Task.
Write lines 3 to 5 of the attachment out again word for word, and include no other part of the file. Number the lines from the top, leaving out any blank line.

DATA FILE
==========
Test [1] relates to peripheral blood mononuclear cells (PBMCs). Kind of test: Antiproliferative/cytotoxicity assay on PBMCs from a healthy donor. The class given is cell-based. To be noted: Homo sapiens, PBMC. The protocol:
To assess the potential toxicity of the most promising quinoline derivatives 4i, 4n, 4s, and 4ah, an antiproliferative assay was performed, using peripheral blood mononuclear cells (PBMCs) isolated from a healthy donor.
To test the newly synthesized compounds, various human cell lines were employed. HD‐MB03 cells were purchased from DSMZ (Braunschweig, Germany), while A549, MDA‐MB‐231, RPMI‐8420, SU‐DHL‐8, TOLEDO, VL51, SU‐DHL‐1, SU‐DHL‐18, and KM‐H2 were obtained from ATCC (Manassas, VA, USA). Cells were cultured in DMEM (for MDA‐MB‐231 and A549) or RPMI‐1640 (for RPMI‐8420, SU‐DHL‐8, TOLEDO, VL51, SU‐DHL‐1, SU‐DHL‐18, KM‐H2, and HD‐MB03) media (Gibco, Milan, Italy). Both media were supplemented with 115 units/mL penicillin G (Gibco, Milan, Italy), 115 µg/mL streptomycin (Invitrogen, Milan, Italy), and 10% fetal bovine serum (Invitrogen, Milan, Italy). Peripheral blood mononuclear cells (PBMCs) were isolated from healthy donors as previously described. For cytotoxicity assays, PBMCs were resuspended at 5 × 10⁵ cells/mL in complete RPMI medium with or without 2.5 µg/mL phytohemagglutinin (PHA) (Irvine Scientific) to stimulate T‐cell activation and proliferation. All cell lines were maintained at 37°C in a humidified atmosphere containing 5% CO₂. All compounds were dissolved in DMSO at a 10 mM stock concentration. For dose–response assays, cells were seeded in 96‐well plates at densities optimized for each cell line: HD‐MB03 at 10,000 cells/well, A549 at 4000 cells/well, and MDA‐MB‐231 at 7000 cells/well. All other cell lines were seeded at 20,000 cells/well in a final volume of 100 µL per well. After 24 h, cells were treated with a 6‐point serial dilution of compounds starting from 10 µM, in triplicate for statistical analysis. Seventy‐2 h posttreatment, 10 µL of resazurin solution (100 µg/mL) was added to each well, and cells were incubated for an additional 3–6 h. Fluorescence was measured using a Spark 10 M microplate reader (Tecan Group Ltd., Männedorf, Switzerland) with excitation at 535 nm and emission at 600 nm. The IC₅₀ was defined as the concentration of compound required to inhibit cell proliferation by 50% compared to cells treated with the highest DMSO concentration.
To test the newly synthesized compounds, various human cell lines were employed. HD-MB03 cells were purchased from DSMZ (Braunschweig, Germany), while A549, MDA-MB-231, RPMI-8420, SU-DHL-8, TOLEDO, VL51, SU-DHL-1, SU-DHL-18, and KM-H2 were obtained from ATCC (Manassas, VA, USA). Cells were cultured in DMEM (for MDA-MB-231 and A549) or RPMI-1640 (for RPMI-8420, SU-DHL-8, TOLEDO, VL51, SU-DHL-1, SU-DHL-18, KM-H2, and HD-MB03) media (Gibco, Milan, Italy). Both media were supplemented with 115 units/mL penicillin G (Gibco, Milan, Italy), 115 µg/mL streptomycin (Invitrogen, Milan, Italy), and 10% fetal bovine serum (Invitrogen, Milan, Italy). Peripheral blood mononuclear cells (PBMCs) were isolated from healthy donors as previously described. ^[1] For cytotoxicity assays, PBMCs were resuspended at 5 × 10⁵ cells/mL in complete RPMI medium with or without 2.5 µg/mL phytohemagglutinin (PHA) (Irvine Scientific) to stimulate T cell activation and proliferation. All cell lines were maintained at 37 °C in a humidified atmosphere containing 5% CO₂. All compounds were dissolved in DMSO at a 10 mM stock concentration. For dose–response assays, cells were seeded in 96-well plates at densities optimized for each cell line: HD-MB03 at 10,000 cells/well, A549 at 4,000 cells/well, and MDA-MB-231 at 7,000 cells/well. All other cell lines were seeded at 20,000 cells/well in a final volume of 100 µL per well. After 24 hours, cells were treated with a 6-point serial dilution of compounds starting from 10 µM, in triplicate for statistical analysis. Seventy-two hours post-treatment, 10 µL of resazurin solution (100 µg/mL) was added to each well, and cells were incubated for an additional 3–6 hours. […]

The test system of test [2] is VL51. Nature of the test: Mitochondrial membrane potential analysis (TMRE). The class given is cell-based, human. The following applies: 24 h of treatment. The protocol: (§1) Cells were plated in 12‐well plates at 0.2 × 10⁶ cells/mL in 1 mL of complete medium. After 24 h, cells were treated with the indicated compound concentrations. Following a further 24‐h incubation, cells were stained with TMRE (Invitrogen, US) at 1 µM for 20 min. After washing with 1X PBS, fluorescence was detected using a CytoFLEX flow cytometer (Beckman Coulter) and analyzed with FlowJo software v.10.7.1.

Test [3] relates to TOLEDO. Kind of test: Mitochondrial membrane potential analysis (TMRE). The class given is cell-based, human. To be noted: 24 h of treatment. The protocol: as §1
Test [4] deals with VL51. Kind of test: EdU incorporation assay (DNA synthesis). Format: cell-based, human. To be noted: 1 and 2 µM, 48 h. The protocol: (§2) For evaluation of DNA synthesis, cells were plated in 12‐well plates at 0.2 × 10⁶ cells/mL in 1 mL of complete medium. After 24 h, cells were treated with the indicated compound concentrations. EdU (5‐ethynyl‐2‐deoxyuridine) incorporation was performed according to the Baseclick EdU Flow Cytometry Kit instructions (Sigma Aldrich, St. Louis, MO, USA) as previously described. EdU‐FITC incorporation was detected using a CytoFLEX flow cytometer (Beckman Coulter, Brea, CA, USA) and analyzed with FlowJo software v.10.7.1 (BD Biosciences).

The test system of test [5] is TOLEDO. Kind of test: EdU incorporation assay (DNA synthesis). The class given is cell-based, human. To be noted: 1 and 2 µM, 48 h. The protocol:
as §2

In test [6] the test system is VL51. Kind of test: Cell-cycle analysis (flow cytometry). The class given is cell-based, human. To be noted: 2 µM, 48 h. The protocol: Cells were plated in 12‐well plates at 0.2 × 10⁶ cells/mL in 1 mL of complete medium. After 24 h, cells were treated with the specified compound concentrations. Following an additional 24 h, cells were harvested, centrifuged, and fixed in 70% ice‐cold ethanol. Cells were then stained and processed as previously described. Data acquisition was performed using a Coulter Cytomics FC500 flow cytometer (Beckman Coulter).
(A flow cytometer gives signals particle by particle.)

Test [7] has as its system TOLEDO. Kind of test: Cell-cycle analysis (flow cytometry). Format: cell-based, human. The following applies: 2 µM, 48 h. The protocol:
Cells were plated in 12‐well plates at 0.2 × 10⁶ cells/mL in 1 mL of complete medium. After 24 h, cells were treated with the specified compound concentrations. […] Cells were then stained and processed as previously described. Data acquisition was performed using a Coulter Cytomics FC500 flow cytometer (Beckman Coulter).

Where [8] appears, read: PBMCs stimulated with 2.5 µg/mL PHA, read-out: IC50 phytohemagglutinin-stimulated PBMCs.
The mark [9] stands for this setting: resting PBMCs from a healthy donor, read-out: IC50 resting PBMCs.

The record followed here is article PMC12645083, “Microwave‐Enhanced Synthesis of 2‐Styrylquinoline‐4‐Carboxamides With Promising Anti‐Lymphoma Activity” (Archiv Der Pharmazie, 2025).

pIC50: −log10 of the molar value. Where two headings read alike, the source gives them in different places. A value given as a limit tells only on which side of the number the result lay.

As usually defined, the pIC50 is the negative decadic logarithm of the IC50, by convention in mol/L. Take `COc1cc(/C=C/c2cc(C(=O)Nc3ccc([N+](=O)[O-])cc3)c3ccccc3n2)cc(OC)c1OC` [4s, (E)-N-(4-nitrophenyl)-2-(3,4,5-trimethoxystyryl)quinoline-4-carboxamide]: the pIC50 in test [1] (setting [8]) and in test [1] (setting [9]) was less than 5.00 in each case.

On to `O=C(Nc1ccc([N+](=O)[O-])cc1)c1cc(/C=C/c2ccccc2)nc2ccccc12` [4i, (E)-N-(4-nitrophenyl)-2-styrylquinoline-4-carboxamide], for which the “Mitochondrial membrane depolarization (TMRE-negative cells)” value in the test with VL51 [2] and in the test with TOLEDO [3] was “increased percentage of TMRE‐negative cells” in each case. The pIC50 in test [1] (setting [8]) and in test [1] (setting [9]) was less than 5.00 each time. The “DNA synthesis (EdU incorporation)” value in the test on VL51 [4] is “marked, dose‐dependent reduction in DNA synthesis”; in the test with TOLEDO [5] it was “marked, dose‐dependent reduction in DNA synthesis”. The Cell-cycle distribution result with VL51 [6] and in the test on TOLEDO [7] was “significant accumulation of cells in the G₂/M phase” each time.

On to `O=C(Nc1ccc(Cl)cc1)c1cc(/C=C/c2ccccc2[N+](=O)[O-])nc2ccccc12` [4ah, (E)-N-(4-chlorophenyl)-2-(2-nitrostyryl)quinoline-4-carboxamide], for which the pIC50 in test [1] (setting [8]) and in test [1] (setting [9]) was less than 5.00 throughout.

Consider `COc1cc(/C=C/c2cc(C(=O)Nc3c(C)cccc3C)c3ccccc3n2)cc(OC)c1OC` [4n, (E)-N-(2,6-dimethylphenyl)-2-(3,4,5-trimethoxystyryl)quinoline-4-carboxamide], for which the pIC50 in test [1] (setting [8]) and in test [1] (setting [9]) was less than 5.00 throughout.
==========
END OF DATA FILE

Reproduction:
To test the newly synthesized compounds, various human cell lines were employed. HD‐MB03 cells were purchased from DSMZ (Braunschweig, Germany), while A549, MDA‐MB‐231, RPMI‐8420, SU‐DHL‐8, TOLEDO, VL51, SU‐DHL‐1, SU‐DHL‐18, and KM‐H2 were obtained from ATCC (Manassas, VA, USA). Cells were cultured in DMEM (for MDA‐MB‐231 and A549) or RPMI‐1640 (for RPMI‐8420, SU‐DHL‐8, TOLEDO, VL51, SU‐DHL‐1, SU‐DHL‐18, KM‐H2, and HD‐MB03) media (Gibco, Milan, Italy). Both media were supplemented with 115 units/mL penicillin G (Gibco, Milan, Italy), 115 µg/mL streptomycin (Invitrogen, Milan, Italy), and 10% fetal bovine serum (Invitrogen, Milan, Italy). Peripheral blood mononuclear cells (PBMCs) were isolated from healthy donors as previously described. For cytotoxicity assays, PBMCs were resuspended at 5 × 10⁵ cells/mL in complete RPMI medium with or without 2.5 µg/mL phytohemagglutinin (PHA) (Irvine Scientific) to stimulate T‐cell activation and proliferation. All cell lines were maintained at 37°C in a humidified atmosphere containing 5% CO₂. All compounds were dissolved in DMSO at a 10 mM stock concentration. For dose–response assays, cells were seeded in 96‐well plates at densities optimized for each cell line: HD‐MB03 at 10,000 cells/well, A549 at 4000 cells/well, and MDA‐MB‐231 at 7000 cells/well. All other cell lines were seeded at 20,000 cells/well in a final volume of 100 µL per well. After 24 h, cells were treated with a 6‐point serial dilution of compounds starting from 10 µM, in triplicate for statistical analysis. Seventy‐2 h posttreatment, 10 µL of resazurin solution (100 µg/mL) was added to each well, and cells were incubated for an additional 3–6 h. Fluorescence was measured using a Spark 10 M microplate reader (Tecan Group Ltd., Männedorf, Switzerland) with excitation at 535 nm and emission at 600 nm. The IC₅₀ was defined as the concentration of compound required to inhibit cell proliferation by 50% compared to cells treated with the highest DMSO concentration.
To test the newly synthesized compounds, various human cell lines were employed. HD-MB03 cells were purchased from DSMZ (Braunschweig, Germany), while A549, MDA-MB-231, RPMI-8420, SU-DHL-8, TOLEDO, VL51, SU-DHL-1, SU-DHL-18, and KM-H2 were obtained from ATCC (Manassas, VA, USA). Cells were cultured in DMEM (for MDA-MB-231 and A549) or RPMI-1640 (for RPMI-8420, SU-DHL-8, TOLEDO, VL51, SU-DHL-1, SU-DHL-18, KM-H2, and HD-MB03) media (Gibco, Milan, Italy). Both media were supplemented with 115 units/mL penicillin G (Gibco, Milan, Italy), 115 µg/mL streptomycin (Invitrogen, Milan, Italy), and 10% fetal bovine serum (Invitrogen, Milan, Italy). Peripheral blood mononuclear cells (PBMCs) were isolated from healthy donors as previously described. ^[1] For cytotoxicity assays, PBMCs were resuspended at 5 × 10⁵ cells/mL in complete RPMI medium with or without 2.5 µg/mL phytohemagglutinin (PHA) (Irvine Scientific) to stimulate T cell activation and proliferation. All cell lines were maintained at 37 °C in a humidified atmosphere containing 5% CO₂. All compounds were dissolved in DMSO at a 10 mM stock concentration. For dose–response assays, cells were seeded in 96-well plates at densities optimized for each cell line: HD-MB03 at 10,000 cells/well, A549 at 4,000 cells/well, and MDA-MB-231 at 7,000 cells/well. All other cell lines were seeded at 20,000 cells/well in a final volume of 100 µL per well. After 24 hours, cells were treated with a 6-point serial dilution of compounds starting from 10 µM, in triplicate for statistical analysis. Seventy-two hours post-treatment, 10 µL of resazurin solution (100 µg/mL) was added to each well, and cells were incubated for an additional 3–6 hours. […]

The test system of test [2] is VL51. Nature of the test: Mitochondrial membrane potential analysis (TMRE). The class given is cell-based, human. The following applies: 24 h of treatment. The protocol: (§1) Cells were plated in 12‐well plates at 0.2 × 10⁶ cells/mL in 1 mL of complete medium. After 24 h, cells were treated with the indicated compound concentrations. Following a further 24‐h incubation, cells were stained with TMRE (Invitrogen, US) at 1 µM for 20 min. After washing with 1X PBS, fluorescence was detected using a CytoFLEX flow cytometer (Beckman Coulter) and analyzed with FlowJo software v.10.7.1.